Oh, no! Beloved young adult author Judy Blume has revealed on her personal blog that she is currently battling breast cancer. The Are You There, God? It’s Me, Margaret author writes that this summer she intended to spend four weeks at an artists’ retreat at a castle in Umbria, Italy, finishing her next book. But instead Blume was diagnosed with breast cancer and hastily made plans to undergo a mastectomy and reconstruction surgery. It has been a month post-surgery and she’s back to writing and “feeling stronger every day.” Judging by her blog post, she seems to be in high spirits — she even cracked a small boobs/Are You There, God? joke with her doctor. (The doc didn’t get it.) Our thoughts and prayers are with Judy Blume and we have every hope she makes a full recovery! [Judy Blume Blog]
Did you know that one in eight women will be diagnosed with breast cancer in her lifetime?
This astonishingly high statistic is one of the many things I learned about breast health at Planned Parenthood’s Breast Health Initiative briefing yesterday. Surrounded by some incredibly influential and inspirational women, including Planned Parenthood President Cecile Richards and actress/activist Gabrielle Union, I was informed about the lives that screenings have already saved and the ways in which Planned Parenthood is expanding their services. Keep reading »
Looking back on high school, I’m often surprised that I graduated with even a modicum of science literacy — let’s just say that my projects usually seemed a bit rushed, which is to say they were entirely completed the night before the due date. But for the teens who competed in this year’s Google Science Fair, an annual competition that invites teenagers from around the world to digitally submit their science projects, I think it’s safe to say that science is a blessing and an opportunity, and not a curse. Among this year’s amazing contestants, grand prize winner Brittany Wenger, a 17-year-old girl from Florida, seems to be stealing the show — and with her amazing project, a neural network that can diagnose breast cancer with 99.11% accuracy, can you really blame her? Read more…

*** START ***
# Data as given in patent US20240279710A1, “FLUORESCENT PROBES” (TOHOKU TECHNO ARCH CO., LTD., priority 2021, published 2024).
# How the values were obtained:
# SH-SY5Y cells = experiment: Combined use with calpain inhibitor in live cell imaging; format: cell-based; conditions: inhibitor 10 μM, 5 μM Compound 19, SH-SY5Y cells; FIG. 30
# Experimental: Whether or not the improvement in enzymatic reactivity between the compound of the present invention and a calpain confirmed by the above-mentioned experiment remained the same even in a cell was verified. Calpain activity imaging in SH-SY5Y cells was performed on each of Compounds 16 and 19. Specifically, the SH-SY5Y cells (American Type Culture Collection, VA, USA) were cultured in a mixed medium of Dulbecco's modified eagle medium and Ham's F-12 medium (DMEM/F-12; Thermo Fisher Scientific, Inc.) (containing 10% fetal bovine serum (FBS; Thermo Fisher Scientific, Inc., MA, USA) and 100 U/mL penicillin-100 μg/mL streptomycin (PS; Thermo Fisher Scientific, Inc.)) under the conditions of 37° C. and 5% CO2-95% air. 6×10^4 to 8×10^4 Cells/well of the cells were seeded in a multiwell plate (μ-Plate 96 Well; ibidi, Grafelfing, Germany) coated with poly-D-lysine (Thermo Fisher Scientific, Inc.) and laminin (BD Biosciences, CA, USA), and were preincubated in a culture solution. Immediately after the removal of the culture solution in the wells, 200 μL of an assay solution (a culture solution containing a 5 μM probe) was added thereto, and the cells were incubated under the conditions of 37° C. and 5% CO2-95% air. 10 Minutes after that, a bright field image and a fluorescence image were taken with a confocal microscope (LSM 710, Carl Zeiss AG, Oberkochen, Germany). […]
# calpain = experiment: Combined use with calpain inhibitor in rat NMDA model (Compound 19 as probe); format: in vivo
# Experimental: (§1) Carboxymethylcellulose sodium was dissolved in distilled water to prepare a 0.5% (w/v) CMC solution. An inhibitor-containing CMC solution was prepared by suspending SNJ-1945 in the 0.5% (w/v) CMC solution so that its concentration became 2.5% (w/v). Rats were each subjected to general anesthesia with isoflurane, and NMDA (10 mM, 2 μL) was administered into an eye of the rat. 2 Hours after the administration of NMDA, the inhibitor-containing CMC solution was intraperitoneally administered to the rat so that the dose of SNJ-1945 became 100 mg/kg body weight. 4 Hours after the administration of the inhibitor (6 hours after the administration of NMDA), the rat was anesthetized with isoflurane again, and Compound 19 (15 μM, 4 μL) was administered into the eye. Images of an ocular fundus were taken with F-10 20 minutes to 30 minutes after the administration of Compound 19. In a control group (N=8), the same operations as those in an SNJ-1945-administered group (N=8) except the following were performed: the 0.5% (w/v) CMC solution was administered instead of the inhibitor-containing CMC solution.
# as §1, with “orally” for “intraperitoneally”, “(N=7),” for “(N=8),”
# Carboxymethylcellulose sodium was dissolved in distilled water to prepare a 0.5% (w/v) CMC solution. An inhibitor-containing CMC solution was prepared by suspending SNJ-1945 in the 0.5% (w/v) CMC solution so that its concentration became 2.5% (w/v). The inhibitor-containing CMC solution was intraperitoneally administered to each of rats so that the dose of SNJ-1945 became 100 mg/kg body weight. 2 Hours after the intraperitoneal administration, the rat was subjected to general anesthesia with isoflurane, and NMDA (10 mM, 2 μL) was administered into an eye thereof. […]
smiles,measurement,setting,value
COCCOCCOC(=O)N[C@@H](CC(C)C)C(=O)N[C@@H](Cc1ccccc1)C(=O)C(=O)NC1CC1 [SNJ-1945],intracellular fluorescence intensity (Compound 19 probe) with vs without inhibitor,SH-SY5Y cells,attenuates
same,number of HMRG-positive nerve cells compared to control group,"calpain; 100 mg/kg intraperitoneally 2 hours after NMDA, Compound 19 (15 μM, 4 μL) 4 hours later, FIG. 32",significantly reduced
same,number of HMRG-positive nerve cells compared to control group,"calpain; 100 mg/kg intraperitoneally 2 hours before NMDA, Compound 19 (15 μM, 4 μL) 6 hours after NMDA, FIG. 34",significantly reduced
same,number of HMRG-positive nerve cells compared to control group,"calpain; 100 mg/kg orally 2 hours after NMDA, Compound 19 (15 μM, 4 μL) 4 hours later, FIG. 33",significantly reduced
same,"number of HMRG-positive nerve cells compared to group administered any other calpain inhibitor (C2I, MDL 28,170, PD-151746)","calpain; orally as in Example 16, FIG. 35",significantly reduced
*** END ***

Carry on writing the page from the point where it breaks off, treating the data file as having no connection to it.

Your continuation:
I thought a post about the passing of an adult film actress who was known as the “Queen Of Clown Porn” could be interesting. But the illness and death of Hollie Stevens, age 30, of breast cancer is nothing short of absolutely tragic. Friends say that Stevens had no health insurance and couldn’t access decent health care; a lump on her breast claimed her life barely out of her 20s. Keep reading »
When Jodi Jaecks, a breast cancer survivor who underwent a double mastectomy, decided she would try swimming in order to achieve the level of physical fitness she had before she started chemo, she ran into a bit of a problem — there weren’t any swimsuits that fit her comfortably. Not one to be deterred, she ditched the idea of finding a comfortable suit and decided to swim topless instead.
But before that, when she found the tell-tale lump in her right breast, a photo of a breast cancer survivor who had a double mastectomy ultimately led her to the decision to have both of her breasts removed: ”It’s such a powerful image. She’s so healthy and fit. It showed me I could be in shape again. I could be happy again,” she said, citing the feeling of empowerment it gave her to undergo the mastectomy in lieu of removing the lump and waiting for the cancer to possibly resurface. Read more …
Another day, another new height reached in WTF-ery: New Hampshire’s state House has advanced a bill that would require doctors to give women “informational materials” before an abortion that “that inform the pregnant woman that there is a direct link between abortion and breast cancer.” Even though there isn’t.
This scare tactic just doesn’t go away, does it? Excuse me while I facepalm for the next three hours. Keep reading »